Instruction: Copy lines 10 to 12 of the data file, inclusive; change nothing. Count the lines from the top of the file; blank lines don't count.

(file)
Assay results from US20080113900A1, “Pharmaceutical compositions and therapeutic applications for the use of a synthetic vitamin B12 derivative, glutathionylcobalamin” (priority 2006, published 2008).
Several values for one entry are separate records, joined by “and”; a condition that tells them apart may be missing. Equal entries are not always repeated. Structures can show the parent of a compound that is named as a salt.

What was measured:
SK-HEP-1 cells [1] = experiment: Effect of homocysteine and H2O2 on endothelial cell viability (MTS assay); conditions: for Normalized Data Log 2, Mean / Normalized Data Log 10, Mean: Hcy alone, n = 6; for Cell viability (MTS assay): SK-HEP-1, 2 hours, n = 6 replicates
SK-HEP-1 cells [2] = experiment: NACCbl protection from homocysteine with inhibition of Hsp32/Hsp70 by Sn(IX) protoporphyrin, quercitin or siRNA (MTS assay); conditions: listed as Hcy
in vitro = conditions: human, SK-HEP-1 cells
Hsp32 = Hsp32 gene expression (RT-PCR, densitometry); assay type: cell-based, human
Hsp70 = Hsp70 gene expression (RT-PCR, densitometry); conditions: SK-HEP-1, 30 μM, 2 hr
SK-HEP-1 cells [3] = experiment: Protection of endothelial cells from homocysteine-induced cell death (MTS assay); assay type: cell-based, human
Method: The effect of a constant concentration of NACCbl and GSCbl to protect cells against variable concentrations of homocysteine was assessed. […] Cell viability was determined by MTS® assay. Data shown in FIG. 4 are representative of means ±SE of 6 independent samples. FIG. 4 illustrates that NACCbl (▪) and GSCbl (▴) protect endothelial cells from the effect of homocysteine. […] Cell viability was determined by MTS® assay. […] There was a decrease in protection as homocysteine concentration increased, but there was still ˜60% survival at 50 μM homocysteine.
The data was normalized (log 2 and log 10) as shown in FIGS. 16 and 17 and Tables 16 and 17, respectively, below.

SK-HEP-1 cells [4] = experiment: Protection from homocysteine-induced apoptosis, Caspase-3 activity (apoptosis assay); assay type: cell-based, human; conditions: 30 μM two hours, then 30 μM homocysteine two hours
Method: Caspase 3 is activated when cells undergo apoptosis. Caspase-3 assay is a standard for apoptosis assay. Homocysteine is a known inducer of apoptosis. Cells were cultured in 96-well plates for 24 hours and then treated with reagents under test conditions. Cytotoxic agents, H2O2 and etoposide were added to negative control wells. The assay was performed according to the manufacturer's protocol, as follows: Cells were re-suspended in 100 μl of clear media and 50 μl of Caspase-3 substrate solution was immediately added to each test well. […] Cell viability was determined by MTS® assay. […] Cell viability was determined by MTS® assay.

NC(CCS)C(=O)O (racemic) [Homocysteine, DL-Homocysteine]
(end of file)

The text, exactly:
Method: The effect of a constant concentration of NACCbl and GSCbl to protect cells against variable concentrations of homocysteine was assessed. […] Cell viability was determined by MTS® assay. Data shown in FIG. 4 are representative of means ±SE of 6 independent samples. FIG. 4 illustrates that NACCbl (▪) and GSCbl (▴) protect endothelial cells from the effect of homocysteine. […] Cell viability was determined by MTS® assay. […] There was a decrease in protection as homocysteine concentration increased, but there was still ˜60% survival at 50 μM homocysteine.
The data was normalized (log 2 and log 10) as shown in FIGS. 16 and 17 and Tables 16 and 17, respectively, below.

SK-HEP-1 cells [4] = experiment: Protection from homocysteine-induced apoptosis, Caspase-3 activity (apoptosis assay); assay type: cell-based, human; conditions: 30 μM two hours, then 30 μM homocysteine two hours